Aug. 4, 2020
Despite flaws, some continue to push for bail algorithm
When the system erred, it consistently showed that Black defendants were predicted to be higher risk, while white defendants where similarly predicted to be lower risk — despite the fact that neither was actually true. It was later discovered that Los Angeles County was using the same COMPAS system to inform bail decisions.
As the new millennium began, the power of human innovation, manifested largely through advances in science and technology, seemed endless. Solving all of the world's problems seemed not only possible, but probable. Through technology we would find a cure for various terminal diseases, eliminate the use of fossil fuels, eradicate poverty and fix the many other ills that plague our society.
Advances over the last 50 years have also found their way into social science. Today, massive computing power allows us to run endless correlations between any number of variables collected about human subjects. With pinpoint scientific accuracy, it can purportedly predict the behavior of the criminal mind or that of a bail jumping scofflaw.
One of those grand advances in social science technology was a computer algorithm that, it was posited, could tell judges the risk of persons arrested to commit new crimes or whether they would fail to appear in court as required.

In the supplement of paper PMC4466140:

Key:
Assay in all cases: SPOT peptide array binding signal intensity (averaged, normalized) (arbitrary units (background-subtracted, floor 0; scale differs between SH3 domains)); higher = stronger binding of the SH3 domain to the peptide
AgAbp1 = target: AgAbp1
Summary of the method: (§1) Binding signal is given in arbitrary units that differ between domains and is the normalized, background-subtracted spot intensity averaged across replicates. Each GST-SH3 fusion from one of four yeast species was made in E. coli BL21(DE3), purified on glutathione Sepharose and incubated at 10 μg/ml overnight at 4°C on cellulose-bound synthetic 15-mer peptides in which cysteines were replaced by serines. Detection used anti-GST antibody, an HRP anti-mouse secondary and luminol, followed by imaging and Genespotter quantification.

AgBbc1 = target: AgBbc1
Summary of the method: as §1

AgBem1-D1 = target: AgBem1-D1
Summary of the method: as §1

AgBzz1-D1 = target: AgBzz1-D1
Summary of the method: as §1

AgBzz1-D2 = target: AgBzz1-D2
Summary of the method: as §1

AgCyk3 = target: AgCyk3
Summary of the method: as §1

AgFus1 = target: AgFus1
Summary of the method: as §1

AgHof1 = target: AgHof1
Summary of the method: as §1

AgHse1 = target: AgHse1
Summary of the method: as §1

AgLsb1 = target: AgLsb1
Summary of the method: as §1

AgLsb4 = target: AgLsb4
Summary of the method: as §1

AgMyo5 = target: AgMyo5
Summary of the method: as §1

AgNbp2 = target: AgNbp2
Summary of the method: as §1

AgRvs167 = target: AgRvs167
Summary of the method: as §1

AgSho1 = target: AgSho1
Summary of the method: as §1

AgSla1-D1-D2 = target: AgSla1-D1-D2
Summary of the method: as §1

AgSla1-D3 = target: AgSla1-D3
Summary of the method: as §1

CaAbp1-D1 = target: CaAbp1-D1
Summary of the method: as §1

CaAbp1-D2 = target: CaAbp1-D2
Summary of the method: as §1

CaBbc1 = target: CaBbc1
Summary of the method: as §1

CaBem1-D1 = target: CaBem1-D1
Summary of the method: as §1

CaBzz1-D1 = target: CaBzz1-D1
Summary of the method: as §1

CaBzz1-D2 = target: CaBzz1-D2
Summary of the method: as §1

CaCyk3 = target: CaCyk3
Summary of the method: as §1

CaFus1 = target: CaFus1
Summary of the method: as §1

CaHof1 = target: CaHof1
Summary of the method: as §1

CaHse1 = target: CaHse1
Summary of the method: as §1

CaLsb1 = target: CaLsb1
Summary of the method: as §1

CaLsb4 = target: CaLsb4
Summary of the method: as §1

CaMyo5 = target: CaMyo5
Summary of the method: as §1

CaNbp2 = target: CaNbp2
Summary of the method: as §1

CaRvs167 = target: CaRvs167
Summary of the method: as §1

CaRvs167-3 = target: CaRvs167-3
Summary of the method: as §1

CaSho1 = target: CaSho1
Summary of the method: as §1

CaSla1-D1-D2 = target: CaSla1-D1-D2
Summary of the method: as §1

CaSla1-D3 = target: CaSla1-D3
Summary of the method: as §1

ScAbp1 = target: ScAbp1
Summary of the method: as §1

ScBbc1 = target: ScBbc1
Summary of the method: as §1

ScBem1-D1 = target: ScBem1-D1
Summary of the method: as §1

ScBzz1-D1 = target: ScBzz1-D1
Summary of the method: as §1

Called pretrial risk assessment or public safety assessment tools, they were intended to help judges identify individuals considered risky in order to hammer them with higher bails and conditions of release, such as house arrest, GPS monitoring or drug screening. Many observers said use of the algorithms would break the endless cycle of mass incarceration, which, as we will see, turned out to be the complete opposite of what actually happened.
Against this backdrop, the Conference of Chief Justices, a prominent national group comprised of 58 chief justices throughout the U.S. and its territories, adopted a policy resolution in 2015 that advocated for "evidence-based assessment of risk in setting pretrial release conditions." The organization also adopted a second resolution entitled, "Supporting Federal Efforts to Promote Pretrial Risk Assessment."
CCJ also endorsed a resolution from the Conference of State Court Administrators, which read in relevant part, "The use of a validated pretrial risk assessment tool when making a judicial decision to release or not, and the attendant conditions on release based on that assessment, fits within a well-functioning case management regimen."
CCJ's position on a national policy to push pretrial risk assessment algorithms onto the justice system was demonstrated in the decision by California Supreme Court Chief Justice Tani G. Cantil-Sakauye to support California Senate Bill 10. If passed, the law would embed the pretrial risk assessment process deep into the state's criminal justice system. While lip service might subsequently be paid to judicial discretion, it is clear that the results of the tool would significantly drive outcomes for all defendants.
Cracks in the system first emerged in 2016 when ProPublica published its series, "Machine Bias." Its research determined that the rate of error among racial groups as predicted by the risk assessment algorithm used by the COMPAS system, was out of balance. When the system erred, it consistently showed that Black defendants were predicted to be higher risk, while white defendants where similarly predicted to be lower risk -- despite the fact that neither was actually true. It was later discovered that Los Angeles County was using the same COMPAS system to inform bail decisions.